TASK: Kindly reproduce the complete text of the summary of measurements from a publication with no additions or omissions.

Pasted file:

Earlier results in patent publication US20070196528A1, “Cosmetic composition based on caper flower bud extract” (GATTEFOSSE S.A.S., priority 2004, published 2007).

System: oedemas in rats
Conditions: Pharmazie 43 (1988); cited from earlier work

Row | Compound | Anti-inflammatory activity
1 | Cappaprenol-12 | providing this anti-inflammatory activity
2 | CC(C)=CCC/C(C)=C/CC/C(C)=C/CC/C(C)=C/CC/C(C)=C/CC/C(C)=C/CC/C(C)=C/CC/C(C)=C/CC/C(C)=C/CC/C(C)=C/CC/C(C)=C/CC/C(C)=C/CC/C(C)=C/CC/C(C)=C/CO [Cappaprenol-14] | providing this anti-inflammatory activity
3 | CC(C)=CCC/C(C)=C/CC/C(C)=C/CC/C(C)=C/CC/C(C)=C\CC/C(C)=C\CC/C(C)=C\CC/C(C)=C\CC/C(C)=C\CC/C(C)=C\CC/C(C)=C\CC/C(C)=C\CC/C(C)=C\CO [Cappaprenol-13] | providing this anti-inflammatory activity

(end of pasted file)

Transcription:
Earlier results in patent publication US20070196528A1, “Cosmetic composition based on caper flower bud extract” (GATTEFOSSE S.A.S., priority 2004, published 2007).

System: oedemas in rats
Conditions: Pharmazie 43 (1988); cited from earlier work

Row | Compound | Anti-inflammatory activity
1 | Cappaprenol-12 | providing this anti-inflammatory activity
2 | CC(C)=CCC/C(C)=C/CC/C(C)=C/CC/C(C)=C/CC/C(C)=C/CC/C(C)=C/CC/C(C)=C/CC/C(C)=C/CC/C(C)=C/CC/C(C)=C/CC/C(C)=C/CC/C(C)=C/CC/C(C)=C/CC/C(C)=C/CO [Cappaprenol-14] | providing this anti-inflammatory activity
3 | CC(C)=CCC/C(C)=C/CC/C(C)=C/CC/C(C)=C/CC/C(C)=C\CC/C(C)=C\CC/C(C)=C\CC/C(C)=C\CC/C(C)=C\CC/C(C)=C\CC/C(C)=C\CC/C(C)=C\CC/C(C)=C\CO [Cappaprenol-13] | providing this anti-inflammatory activity